"I thought a lot," he says. "I thought about everything. I had a plan. Football to me was deadly serious."

So was the suicidal end of the plan, once he was finished with football.

A good career cut short

But the end would have to wait. O'Callaghan was good at what he did on the field. In 2005, he won the Morris Trophy, an annual award for the top offensive and defensive lineman in the Pacific-12 Conference.

O'Callaghan is proud of the award.

"It's voted on by the defensive linemen [he faced during games]. That's why it's a good one."

Indeed, while football was "deadly serious," there were aspects O'Callaghan enjoyed — like the competition.

"I remember I was always happy at game time," he says. "Maybe because I knew everyone was so focused on the game and we got to compete. I felt that was a day when I wasn't going to be outed just because no opportunities, maybe."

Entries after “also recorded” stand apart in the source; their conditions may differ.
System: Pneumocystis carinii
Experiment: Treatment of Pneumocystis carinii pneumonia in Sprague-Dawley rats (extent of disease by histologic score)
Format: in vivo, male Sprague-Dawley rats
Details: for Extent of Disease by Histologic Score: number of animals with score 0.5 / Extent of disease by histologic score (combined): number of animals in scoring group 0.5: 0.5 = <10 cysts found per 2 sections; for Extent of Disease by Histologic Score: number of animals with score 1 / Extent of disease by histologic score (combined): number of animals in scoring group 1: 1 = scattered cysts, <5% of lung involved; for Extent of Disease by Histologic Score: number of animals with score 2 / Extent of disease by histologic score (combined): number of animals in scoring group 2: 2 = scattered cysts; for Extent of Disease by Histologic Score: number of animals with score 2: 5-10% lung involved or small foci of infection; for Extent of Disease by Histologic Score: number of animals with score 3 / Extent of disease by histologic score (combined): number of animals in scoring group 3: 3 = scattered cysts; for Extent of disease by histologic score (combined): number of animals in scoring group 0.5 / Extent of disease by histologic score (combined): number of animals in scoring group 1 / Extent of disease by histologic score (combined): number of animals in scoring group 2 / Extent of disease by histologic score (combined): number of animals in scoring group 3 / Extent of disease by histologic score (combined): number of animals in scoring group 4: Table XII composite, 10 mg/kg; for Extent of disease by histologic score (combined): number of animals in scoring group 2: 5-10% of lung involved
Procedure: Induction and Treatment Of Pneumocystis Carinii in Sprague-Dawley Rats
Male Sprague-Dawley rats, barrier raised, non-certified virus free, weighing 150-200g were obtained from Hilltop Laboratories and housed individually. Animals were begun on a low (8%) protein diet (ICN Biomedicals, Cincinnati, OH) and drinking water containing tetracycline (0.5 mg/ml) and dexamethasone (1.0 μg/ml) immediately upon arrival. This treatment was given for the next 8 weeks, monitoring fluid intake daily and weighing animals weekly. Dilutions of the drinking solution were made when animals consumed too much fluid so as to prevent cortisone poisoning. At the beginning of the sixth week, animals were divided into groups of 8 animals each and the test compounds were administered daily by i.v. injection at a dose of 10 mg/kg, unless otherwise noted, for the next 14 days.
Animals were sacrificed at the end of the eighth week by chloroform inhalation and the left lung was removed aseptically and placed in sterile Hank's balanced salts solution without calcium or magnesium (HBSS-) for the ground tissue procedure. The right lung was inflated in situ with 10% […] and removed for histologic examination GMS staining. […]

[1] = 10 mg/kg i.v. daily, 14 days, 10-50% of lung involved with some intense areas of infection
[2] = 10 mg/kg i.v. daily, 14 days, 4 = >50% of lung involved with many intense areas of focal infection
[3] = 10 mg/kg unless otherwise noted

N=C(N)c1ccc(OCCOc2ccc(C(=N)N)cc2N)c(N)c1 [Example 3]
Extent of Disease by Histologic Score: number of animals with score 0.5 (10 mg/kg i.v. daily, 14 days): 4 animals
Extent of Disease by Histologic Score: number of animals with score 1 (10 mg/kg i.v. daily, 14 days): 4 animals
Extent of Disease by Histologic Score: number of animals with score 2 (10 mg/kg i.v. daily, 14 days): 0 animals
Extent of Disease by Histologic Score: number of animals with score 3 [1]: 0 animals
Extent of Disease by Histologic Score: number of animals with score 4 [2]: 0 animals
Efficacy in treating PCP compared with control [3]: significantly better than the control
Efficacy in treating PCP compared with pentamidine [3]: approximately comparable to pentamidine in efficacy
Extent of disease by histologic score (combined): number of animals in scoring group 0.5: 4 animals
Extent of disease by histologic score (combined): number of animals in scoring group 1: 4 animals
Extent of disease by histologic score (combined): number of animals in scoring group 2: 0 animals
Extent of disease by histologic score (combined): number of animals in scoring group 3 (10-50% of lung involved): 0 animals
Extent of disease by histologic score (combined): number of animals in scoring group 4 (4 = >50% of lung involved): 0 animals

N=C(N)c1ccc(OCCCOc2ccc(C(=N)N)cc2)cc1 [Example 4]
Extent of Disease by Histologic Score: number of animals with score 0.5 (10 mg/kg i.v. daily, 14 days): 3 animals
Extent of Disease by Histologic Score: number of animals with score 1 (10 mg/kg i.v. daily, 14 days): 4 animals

After Cal, O'Callaghan was drafted by the New England Patriots and played on the team that almost went undefeated in the 2007 season, losing only to the New York Giants in the Super Bowl.

In total, O'Callaghan played six NFL seasons, for New England and the Kansas City Chiefs. His career was cut short by injuries.

As the end of his career — and in his mind the end of his life approached — he started abusing the painkillers he'd been us taking for all his injuries --- to his shoulders, neck, back, groin, not to mention numerous concussions.